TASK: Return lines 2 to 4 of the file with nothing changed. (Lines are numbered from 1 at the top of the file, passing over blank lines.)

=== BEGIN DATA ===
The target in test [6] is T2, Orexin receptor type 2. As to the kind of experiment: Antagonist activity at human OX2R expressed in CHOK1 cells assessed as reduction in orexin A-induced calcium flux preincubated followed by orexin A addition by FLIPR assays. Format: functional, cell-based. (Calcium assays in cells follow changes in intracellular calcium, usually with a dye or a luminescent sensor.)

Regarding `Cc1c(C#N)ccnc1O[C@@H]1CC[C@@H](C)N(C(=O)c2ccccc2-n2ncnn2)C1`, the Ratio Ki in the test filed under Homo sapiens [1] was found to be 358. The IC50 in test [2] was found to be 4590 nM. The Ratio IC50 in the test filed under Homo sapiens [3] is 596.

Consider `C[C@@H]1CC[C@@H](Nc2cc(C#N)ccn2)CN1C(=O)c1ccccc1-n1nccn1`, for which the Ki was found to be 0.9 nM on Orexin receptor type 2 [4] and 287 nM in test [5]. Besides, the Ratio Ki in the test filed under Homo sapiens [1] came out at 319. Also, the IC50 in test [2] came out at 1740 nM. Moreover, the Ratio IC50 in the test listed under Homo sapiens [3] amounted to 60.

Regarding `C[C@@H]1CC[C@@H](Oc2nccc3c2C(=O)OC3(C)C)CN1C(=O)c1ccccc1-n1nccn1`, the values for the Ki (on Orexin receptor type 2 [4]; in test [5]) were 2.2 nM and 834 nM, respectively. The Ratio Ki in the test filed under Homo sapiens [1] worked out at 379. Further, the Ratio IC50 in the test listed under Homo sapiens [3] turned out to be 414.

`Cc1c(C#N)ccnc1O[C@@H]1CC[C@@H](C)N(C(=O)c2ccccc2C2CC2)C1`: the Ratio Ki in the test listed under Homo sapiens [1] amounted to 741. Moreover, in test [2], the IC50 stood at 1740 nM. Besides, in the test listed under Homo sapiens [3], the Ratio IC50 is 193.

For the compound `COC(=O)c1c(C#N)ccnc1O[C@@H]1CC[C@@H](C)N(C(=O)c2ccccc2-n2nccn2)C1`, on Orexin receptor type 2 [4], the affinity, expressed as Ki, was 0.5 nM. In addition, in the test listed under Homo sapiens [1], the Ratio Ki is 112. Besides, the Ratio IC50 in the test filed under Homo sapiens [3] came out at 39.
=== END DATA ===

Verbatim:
Regarding `Cc1c(C#N)ccnc1O[C@@H]1CC[C@@H](C)N(C(=O)c2ccccc2-n2ncnn2)C1`, the Ratio Ki in the test filed under Homo sapiens [1] was found to be 358. The IC50 in test [2] was found to be 4590 nM. The Ratio IC50 in the test filed under Homo sapiens [3] is 596.

Consider `C[C@@H]1CC[C@@H](Nc2cc(C#N)ccn2)CN1C(=O)c1ccccc1-n1nccn1`, for which the Ki was found to be 0.9 nM on Orexin receptor type 2 [4] and 287 nM in test [5]. Besides, the Ratio Ki in the test filed under Homo sapiens [1] came out at 319. Also, the IC50 in test [2] came out at 1740 nM. Moreover, the Ratio IC50 in the test listed under Homo sapiens [3] amounted to 60.

Regarding `C[C@@H]1CC[C@@H](Oc2nccc3c2C(=O)OC3(C)C)CN1C(=O)c1ccccc1-n1nccn1`, the values for the Ki (on Orexin receptor type 2 [4]; in test [5]) were 2.2 nM and 834 nM, respectively. The Ratio Ki in the test filed under Homo sapiens [1] worked out at 379. Further, the Ratio IC50 in the test listed under Homo sapiens [3] turned out to be 414.